A friend made the phone call, according to Chapin’s mother. Police have not said who called 911.

3:07 p.m.

The university posted an alert on social media that said police were investigating a homicide on King Road. The post said the suspect was not known and advised students to stay away from the area and shelter in place.

3:46 p.m.

The school put out a second alert saying police did not believe there was an active threat, and the “shelter in place” advisory had been lifted. The alert warned students to “remain vigilant.”

5:48 p.m.

Police confirmed the homicides for the first time in a news release.

”This is an ongoing investigation,” the release said. “Information will be updated as soon as next of kin is notified and we have information we can share. The Moscow Police Department gives our heartfelt condolences to family members, friends and the Moscow community.”

RELATED | Who were the four students killed at the University of Idaho? A look into their lives

MONDAY, NOV. 14

11:22 a.m.

The Moscow Police Department identified the four victims and confirmed that all four were students at the University of Idaho. The department said in a news release that no one was in custody and repeated that it did not believe there was an ongoing risk to the community.

1:41 p.m.

Moscow Mayor Art Bettge called the event a “senseless act of violence” in a press release. A couple of hours later, Idaho State Board of Education president Kurt Liebech said in a statement that the students were murdered. Around the same time, Idaho football coach Jason Eck spoke about the students and also said they were murdered during a press conference with associate athletic director Jerek Wolcott.

RELATED | Coroner: University of Idaho students were stabbed to death in their beds

TUESDAY, NOV. 15

9:27 a.m.

Moscow police confirmed in a press release that an “edged weapon such as a knife” had been used to kill the victims but the weapon had not been located. The department continued to tell the community that there was “no imminent threat.”

11:15 a.m.

Ethan Chapin’s mother, Stacey Chapin, told the Idaho Statesman that the four victims died in a stabbing.

“They were stabbed. We got the call,” Chapin said. “I don’t want people to make assumptions about our kids. It wasn’t drugs and it was definitely not some passion thing between these kids. Someone entered the house.”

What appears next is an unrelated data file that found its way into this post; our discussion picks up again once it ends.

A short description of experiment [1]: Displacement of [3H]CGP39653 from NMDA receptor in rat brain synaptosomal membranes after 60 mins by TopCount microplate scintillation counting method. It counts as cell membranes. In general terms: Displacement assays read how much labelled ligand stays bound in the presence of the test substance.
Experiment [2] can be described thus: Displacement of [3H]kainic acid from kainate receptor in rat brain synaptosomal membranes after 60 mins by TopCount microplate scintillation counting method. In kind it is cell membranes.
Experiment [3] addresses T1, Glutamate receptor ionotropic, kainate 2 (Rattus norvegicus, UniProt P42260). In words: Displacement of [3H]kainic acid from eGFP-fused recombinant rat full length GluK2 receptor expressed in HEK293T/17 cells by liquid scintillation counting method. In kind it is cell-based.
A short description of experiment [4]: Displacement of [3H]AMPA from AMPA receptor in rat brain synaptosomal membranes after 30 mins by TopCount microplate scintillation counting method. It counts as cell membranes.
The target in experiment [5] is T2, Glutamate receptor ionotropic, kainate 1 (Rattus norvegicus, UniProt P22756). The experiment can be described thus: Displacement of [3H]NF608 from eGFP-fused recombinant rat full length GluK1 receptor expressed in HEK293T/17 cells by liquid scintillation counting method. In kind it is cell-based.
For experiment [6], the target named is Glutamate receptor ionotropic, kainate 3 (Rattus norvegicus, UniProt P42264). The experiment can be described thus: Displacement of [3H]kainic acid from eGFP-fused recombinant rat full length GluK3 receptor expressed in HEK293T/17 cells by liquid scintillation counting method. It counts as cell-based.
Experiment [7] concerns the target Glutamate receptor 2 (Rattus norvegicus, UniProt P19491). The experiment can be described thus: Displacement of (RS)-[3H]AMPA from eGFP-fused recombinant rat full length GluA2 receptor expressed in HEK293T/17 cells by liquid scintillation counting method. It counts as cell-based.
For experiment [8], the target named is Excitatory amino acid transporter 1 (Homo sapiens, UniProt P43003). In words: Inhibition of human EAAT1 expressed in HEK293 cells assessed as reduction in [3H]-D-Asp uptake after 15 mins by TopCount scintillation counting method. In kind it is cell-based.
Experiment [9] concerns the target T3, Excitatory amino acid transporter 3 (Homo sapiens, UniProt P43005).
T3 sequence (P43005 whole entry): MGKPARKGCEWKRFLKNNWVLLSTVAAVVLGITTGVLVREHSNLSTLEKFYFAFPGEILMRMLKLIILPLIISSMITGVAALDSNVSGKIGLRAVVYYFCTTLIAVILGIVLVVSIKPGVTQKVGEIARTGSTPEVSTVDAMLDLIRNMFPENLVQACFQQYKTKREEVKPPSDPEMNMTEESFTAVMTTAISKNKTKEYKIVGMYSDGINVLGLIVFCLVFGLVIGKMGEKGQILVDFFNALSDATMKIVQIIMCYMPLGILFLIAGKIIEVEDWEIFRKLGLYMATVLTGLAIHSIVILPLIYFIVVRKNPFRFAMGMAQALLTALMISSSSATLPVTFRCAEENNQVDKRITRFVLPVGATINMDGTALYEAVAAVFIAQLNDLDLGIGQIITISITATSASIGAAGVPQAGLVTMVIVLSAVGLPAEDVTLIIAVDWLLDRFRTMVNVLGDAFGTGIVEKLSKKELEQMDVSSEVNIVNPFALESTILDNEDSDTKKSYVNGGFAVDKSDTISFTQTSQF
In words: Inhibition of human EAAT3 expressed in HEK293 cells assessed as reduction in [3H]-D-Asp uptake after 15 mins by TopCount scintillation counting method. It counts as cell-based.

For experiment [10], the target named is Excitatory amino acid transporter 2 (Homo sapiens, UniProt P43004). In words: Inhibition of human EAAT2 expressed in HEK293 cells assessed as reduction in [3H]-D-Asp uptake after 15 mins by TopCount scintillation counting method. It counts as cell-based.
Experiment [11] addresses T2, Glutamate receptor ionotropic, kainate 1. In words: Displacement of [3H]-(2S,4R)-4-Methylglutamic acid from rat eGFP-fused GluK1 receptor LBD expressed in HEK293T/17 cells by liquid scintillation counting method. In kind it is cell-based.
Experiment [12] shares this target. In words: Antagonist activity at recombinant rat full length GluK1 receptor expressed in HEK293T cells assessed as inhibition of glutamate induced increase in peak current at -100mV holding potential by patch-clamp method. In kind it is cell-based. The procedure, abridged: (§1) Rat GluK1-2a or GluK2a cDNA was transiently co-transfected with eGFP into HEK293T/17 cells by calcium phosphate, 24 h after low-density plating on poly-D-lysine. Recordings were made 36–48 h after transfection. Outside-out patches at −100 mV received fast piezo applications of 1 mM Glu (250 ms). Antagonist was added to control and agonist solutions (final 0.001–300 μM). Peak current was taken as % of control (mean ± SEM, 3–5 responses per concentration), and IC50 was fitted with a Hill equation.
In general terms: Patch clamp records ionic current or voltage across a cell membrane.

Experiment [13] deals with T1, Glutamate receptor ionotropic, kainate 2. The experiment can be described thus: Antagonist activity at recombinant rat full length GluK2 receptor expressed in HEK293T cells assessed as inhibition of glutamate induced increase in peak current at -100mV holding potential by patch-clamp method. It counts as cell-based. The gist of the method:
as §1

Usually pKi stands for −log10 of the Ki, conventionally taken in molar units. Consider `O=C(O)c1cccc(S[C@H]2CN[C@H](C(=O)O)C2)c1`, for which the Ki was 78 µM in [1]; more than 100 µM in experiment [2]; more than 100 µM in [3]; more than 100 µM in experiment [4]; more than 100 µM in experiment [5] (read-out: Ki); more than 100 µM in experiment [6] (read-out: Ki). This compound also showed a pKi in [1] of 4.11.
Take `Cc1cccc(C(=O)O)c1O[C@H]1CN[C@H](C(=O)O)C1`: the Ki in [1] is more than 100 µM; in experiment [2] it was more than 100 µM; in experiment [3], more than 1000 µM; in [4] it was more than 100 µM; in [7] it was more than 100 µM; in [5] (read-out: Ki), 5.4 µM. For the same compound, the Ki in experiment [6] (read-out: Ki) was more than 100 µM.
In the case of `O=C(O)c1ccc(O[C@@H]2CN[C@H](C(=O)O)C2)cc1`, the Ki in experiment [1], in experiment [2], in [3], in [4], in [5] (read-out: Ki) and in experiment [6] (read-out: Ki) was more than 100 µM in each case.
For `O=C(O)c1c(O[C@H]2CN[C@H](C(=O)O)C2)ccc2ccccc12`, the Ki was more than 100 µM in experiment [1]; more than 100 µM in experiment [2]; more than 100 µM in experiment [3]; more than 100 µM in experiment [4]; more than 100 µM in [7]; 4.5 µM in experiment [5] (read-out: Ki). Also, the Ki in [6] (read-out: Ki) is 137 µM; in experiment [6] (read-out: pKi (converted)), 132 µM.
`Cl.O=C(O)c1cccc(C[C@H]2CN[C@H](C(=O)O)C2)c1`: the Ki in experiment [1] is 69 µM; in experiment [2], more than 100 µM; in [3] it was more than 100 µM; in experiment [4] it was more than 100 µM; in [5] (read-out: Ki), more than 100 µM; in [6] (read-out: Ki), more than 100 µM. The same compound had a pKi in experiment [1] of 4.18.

12:45 p.m.

Latah County Sheriff’s Deputy Scott Mikolajczyk told the Statesman that community members were leaving town as a result of the incident. Mikolajczyk said he’d seen students leaving as early as Monday, a week before Thanksgiving break.

Katelyn Hettinga, a senior at U of I, told the Statesman that many university professors canceled classes for the rest of the week and postponed homework assignments.

4:30 p.m.

The FBI confirmed that it was assisting Moscow police with the investigation. An Idaho State Police spokesperson confirmed that the FBI had arrived on Monday and that state police had been assisting Moscow police since Sunday.

RELATED | Food truck video of slain University of Idaho students offers timeline of their final hours

University of Idaho victims
The four victims in the mass killing at the University of Idaho pose for a photo recently with two friends, who the Statesman has not identified and chose to blur their faces. At top left is Madison Mogen, 21, who is on the shoulders of Kaylee Goncalves, also 21. Ethan Chapin, 20, has his arm around Xana Kernodle, 20, his girlfriend. | Courtesy Alivea Goncalves via Idaho Statesman

WEDNESDAY, NOV. 16

10:52 a.m.

Latah County coroner Cathy Mabbutt told Spokane’s KXLY-TV that preliminary investigations showed the four victims had been stabbed to death.

2:38 p.m.

The Statesman reported that police were searching for a “Rambo-style knife” and had visited several Moscow-area stores inquiring about a variety of combat knives. One of the knives police were asking about was a Ka-Bar, which is a military-grade blade.